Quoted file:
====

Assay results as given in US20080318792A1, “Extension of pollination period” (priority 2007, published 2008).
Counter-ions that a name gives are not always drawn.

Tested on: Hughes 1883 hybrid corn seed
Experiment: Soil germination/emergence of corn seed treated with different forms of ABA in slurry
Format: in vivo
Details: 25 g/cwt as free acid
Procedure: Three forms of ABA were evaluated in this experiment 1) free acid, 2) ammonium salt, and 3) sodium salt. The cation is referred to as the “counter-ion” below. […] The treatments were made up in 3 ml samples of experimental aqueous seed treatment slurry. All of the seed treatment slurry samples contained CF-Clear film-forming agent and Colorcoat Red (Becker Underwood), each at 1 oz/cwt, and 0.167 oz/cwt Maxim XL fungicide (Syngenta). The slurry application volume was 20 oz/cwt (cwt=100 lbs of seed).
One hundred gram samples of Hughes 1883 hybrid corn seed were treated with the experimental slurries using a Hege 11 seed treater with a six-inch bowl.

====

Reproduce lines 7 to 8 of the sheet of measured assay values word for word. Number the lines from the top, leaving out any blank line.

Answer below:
Procedure: Three forms of ABA were evaluated in this experiment 1) free acid, 2) ammonium salt, and 3) sodium salt. The cation is referred to as the “counter-ion” below. […] The treatments were made up in 3 ml samples of experimental aqueous seed treatment slurry. All of the seed treatment slurry samples contained CF-Clear film-forming agent and Colorcoat Red (Becker Underwood), each at 1 oz/cwt, and 0.167 oz/cwt Maxim XL fungicide (Syngenta). The slurry application volume was 20 oz/cwt (cwt=100 lbs of seed).
One hundred gram samples of Hughes 1883 hybrid corn seed were treated with the experimental slurries using a Hege 11 seed treater with a six-inch bowl.